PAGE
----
Broadly correct, though senicide was practiced in quite a few hunter-gathering and low-tech agricultural societies.
 
Too many people here are focused only on the material part of the equation.

Unless you're full on pure Marxist or Materialist, you should know that isn't all that matters.
 
Well higher child mortality meant less people reached adulthood - though those who did were healthier
Childhood mortality rates were high in farming societies as well.
I disagree with the views of medical knowledge and childbirth btw. People back then used plants for medicine - just like modern-day Indigenous people for instance - and contrary to what is sometimes believed,
I don't understand the romantization of this "medicine", far fewer people defend European medieval practices or "Chinese medicine" which when you hear about it obviously doesn't even begin to make sense from a scientific perspective and yet "indigenous medicine" or apparently HG medicine is just fine.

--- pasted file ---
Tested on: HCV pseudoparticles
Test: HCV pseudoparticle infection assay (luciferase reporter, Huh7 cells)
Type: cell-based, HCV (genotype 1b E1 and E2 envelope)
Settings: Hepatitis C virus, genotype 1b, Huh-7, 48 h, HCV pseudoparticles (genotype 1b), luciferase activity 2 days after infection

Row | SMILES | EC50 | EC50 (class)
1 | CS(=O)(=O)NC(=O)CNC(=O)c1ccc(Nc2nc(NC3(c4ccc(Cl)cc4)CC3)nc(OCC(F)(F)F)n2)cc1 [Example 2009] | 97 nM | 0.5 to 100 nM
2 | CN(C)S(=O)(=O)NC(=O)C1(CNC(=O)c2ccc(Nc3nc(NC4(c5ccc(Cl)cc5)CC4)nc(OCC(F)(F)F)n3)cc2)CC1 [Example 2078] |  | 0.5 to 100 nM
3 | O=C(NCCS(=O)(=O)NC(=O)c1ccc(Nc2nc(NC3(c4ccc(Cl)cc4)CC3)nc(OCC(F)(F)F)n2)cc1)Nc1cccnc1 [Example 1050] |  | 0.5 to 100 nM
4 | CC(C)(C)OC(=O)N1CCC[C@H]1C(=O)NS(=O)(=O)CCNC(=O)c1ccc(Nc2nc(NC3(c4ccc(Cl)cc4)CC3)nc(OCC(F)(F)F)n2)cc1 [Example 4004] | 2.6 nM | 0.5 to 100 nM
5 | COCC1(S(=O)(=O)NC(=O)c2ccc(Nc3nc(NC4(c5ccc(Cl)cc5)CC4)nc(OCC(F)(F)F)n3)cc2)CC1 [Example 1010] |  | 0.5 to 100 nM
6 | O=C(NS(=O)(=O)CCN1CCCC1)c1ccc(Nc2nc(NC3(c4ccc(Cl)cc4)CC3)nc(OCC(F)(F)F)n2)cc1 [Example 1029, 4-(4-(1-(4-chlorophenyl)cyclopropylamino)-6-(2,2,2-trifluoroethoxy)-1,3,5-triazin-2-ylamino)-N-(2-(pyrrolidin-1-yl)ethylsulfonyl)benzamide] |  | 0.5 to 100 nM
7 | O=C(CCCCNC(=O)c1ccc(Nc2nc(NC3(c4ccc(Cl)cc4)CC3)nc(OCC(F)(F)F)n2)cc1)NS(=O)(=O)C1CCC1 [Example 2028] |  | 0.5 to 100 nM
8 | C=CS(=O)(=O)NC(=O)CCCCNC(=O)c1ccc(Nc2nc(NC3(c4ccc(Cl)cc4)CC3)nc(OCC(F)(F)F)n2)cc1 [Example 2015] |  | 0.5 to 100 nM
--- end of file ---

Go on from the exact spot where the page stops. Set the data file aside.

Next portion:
sick and old people were properly cared for;
They were obviously cared for but we are talking about pre-industrial people which lived in general resource scarcity, people on the move had to make compromises and they couldn't afford to live a less strenuous lifestyle just because of weaker members of society.
and childbirth mortality, although it did happen of course, wasn't as high as one could think (otherwise, I don't think humankind have survived through all those millenia!).
40% is what's attested for countless farming societies for youth mortality, so if it was even higher than that in HG societies it was hardly low.
Actually, in more recent times (I'm speaking of the Middle Ages and the centuries after), the women who had most risk of dying in childbirth were noble and (upper) middle-class women because they could afford to be attended to by doctors, who didn't wash their hands and tools o_O.
Please provide actual proof of this, also what makes you think that doctors magically had less knowledge about sanitary practices compared to non-doctors?